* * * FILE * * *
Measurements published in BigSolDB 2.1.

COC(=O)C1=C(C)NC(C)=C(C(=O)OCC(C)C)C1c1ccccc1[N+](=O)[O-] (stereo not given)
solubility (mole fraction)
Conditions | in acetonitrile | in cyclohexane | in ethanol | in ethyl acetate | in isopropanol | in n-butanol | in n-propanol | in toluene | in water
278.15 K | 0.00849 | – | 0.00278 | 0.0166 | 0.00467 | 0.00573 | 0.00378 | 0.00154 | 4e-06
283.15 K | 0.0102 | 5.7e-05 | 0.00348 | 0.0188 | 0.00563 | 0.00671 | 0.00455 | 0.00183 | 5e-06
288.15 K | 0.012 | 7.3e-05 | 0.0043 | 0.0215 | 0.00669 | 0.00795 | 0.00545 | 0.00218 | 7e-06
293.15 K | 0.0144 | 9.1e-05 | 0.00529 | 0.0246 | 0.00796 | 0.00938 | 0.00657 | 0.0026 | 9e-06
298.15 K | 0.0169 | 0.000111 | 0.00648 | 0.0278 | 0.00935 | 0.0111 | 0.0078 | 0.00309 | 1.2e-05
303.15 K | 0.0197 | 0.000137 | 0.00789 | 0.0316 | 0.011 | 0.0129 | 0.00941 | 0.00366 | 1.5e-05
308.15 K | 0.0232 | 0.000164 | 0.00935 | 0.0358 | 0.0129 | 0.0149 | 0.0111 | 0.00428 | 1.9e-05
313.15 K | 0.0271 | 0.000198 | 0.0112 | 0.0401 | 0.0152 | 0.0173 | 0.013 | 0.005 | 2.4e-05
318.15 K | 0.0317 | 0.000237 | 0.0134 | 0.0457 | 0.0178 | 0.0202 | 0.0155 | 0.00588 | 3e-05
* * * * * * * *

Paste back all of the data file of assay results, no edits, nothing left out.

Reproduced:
Measurements published in BigSolDB 2.1.

COC(=O)C1=C(C)NC(C)=C(C(=O)OCC(C)C)C1c1ccccc1[N+](=O)[O-] (stereo not given)
solubility (mole fraction)
Conditions | in acetonitrile | in cyclohexane | in ethanol | in ethyl acetate | in isopropanol | in n-butanol | in n-propanol | in toluene | in water
278.15 K | 0.00849 | – | 0.00278 | 0.0166 | 0.00467 | 0.00573 | 0.00378 | 0.00154 | 4e-06
283.15 K | 0.0102 | 5.7e-05 | 0.00348 | 0.0188 | 0.00563 | 0.00671 | 0.00455 | 0.00183 | 5e-06
288.15 K | 0.012 | 7.3e-05 | 0.0043 | 0.0215 | 0.00669 | 0.00795 | 0.00545 | 0.00218 | 7e-06
293.15 K | 0.0144 | 9.1e-05 | 0.00529 | 0.0246 | 0.00796 | 0.00938 | 0.00657 | 0.0026 | 9e-06
298.15 K | 0.0169 | 0.000111 | 0.00648 | 0.0278 | 0.00935 | 0.0111 | 0.0078 | 0.00309 | 1.2e-05
303.15 K | 0.0197 | 0.000137 | 0.00789 | 0.0316 | 0.011 | 0.0129 | 0.00941 | 0.00366 | 1.5e-05
308.15 K | 0.0232 | 0.000164 | 0.00935 | 0.0358 | 0.0129 | 0.0149 | 0.0111 | 0.00428 | 1.9e-05
313.15 K | 0.0271 | 0.000198 | 0.0112 | 0.0401 | 0.0152 | 0.0173 | 0.013 | 0.005 | 2.4e-05
318.15 K | 0.0317 | 0.000237 | 0.0134 | 0.0457 | 0.0178 | 0.0202 | 0.0155 | 0.00588 | 3e-05